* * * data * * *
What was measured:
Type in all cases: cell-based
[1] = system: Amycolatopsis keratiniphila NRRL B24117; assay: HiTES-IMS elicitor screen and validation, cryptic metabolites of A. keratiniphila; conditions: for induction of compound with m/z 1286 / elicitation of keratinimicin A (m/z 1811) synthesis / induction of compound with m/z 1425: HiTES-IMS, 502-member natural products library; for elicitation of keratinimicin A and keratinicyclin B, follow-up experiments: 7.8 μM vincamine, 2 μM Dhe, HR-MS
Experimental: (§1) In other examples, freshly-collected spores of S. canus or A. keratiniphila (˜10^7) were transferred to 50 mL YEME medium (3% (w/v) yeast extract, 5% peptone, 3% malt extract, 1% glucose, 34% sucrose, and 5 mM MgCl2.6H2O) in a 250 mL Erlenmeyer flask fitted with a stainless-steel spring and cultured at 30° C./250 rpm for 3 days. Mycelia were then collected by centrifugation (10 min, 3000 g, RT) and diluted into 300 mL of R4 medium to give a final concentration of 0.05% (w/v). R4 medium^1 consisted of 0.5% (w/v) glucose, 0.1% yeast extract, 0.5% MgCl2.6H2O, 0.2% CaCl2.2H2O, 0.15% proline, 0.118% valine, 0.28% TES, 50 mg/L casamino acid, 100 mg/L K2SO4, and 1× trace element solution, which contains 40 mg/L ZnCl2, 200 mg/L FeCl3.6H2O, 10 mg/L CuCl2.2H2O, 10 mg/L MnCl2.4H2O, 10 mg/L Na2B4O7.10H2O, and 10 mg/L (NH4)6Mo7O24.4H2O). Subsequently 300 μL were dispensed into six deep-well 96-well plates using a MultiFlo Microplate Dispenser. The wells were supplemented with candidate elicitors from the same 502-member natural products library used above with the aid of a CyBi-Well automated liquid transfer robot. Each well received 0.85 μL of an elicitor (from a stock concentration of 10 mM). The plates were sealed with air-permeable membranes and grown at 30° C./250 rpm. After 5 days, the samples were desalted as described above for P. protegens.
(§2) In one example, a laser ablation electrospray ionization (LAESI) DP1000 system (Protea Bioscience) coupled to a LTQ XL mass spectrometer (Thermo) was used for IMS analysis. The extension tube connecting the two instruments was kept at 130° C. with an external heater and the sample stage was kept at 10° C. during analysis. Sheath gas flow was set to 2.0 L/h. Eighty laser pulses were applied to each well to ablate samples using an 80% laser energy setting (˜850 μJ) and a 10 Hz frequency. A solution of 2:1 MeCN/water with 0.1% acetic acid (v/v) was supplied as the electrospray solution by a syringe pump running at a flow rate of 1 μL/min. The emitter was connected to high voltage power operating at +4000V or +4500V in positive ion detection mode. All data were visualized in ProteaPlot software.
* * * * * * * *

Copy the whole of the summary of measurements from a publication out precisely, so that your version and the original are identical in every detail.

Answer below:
What was measured:
Type in all cases: cell-based
[1] = system: Amycolatopsis keratiniphila NRRL B24117; assay: HiTES-IMS elicitor screen and validation, cryptic metabolites of A. keratiniphila; conditions: for induction of compound with m/z 1286 / elicitation of keratinimicin A (m/z 1811) synthesis / induction of compound with m/z 1425: HiTES-IMS, 502-member natural products library; for elicitation of keratinimicin A and keratinicyclin B, follow-up experiments: 7.8 μM vincamine, 2 μM Dhe, HR-MS
Experimental: (§1) In other examples, freshly-collected spores of S. canus or A. keratiniphila (˜10^7) were transferred to 50 mL YEME medium (3% (w/v) yeast extract, 5% peptone, 3% malt extract, 1% glucose, 34% sucrose, and 5 mM MgCl2.6H2O) in a 250 mL Erlenmeyer flask fitted with a stainless-steel spring and cultured at 30° C./250 rpm for 3 days. Mycelia were then collected by centrifugation (10 min, 3000 g, RT) and diluted into 300 mL of R4 medium to give a final concentration of 0.05% (w/v). R4 medium^1 consisted of 0.5% (w/v) glucose, 0.1% yeast extract, 0.5% MgCl2.6H2O, 0.2% CaCl2.2H2O, 0.15% proline, 0.118% valine, 0.28% TES, 50 mg/L casamino acid, 100 mg/L K2SO4, and 1× trace element solution, which contains 40 mg/L ZnCl2, 200 mg/L FeCl3.6H2O, 10 mg/L CuCl2.2H2O, 10 mg/L MnCl2.4H2O, 10 mg/L Na2B4O7.10H2O, and 10 mg/L (NH4)6Mo7O24.4H2O). Subsequently 300 μL were dispensed into six deep-well 96-well plates using a MultiFlo Microplate Dispenser. The wells were supplemented with candidate elicitors from the same 502-member natural products library used above with the aid of a CyBi-Well automated liquid transfer robot. Each well received 0.85 μL of an elicitor (from a stock concentration of 10 mM). The plates were sealed with air-permeable membranes and grown at 30° C./250 rpm. After 5 days, the samples were desalted as described above for P. protegens.
(§2) In one example, a laser ablation electrospray ionization (LAESI) DP1000 system (Protea Bioscience) coupled to a LTQ XL mass spectrometer (Thermo) was used for IMS analysis. The extension tube connecting the two instruments was kept at 130° C. with an external heater and the sample stage was kept at 10° C. during analysis. Sheath gas flow was set to 2.0 L/h. Eighty laser pulses were applied to each well to ablate samples using an 80% laser energy setting (˜850 μJ) and a 10 Hz frequency. A solution of 2:1 MeCN/water with 0.1% acetic acid (v/v) was supplied as the electrospray solution by a syringe pump running at a flow rate of 1 μL/min. The emitter was connected to high voltage power operating at +4000V or +4500V in positive ion detection mode. All data were visualized in ProteaPlot software.